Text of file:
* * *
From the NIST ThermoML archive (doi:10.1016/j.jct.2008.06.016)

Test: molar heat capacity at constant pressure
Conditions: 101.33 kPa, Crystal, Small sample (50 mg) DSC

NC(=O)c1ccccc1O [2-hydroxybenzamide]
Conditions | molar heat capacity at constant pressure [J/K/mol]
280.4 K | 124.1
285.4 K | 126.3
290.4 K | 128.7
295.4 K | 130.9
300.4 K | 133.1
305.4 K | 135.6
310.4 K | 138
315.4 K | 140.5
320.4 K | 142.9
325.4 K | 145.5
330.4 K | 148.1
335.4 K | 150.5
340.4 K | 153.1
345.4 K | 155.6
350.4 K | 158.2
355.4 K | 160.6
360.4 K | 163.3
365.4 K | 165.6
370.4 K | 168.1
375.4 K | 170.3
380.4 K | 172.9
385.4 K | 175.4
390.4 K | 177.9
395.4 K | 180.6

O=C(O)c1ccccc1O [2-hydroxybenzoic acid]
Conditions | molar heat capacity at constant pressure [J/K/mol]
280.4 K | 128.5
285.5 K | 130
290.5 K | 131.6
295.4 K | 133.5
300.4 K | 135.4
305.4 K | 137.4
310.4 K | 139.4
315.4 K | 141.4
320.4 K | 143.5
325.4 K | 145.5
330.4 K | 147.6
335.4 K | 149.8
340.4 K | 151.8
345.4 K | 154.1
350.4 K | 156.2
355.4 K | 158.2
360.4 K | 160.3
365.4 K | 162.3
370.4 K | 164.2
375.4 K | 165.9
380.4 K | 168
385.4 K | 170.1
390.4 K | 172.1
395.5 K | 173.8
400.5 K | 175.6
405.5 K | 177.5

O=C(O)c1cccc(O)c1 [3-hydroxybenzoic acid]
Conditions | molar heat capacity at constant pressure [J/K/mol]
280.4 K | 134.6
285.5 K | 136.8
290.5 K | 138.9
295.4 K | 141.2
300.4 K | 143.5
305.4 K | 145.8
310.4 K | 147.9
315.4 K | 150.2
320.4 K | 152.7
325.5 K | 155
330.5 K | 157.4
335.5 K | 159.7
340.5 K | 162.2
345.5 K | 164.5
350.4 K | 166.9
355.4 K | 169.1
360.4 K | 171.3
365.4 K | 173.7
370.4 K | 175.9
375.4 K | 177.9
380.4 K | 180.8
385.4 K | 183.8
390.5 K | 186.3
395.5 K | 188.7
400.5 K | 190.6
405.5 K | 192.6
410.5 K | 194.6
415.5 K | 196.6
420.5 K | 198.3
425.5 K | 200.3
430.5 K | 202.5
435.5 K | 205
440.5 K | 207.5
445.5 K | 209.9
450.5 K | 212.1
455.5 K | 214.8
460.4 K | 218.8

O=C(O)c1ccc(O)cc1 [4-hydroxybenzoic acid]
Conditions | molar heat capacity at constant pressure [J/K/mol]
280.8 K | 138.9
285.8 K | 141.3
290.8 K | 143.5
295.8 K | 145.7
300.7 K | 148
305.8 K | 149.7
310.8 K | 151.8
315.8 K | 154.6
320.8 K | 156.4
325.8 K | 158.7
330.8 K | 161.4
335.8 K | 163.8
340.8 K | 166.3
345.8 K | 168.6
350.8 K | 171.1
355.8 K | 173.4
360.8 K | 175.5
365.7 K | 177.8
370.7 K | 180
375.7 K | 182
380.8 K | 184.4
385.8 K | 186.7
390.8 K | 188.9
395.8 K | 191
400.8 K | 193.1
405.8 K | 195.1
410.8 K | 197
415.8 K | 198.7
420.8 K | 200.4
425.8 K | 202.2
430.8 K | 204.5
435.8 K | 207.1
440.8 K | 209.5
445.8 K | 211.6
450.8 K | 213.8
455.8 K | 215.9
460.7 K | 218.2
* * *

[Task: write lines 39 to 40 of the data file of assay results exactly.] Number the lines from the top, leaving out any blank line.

315.4 K | 141.4
320.4 K | 143.5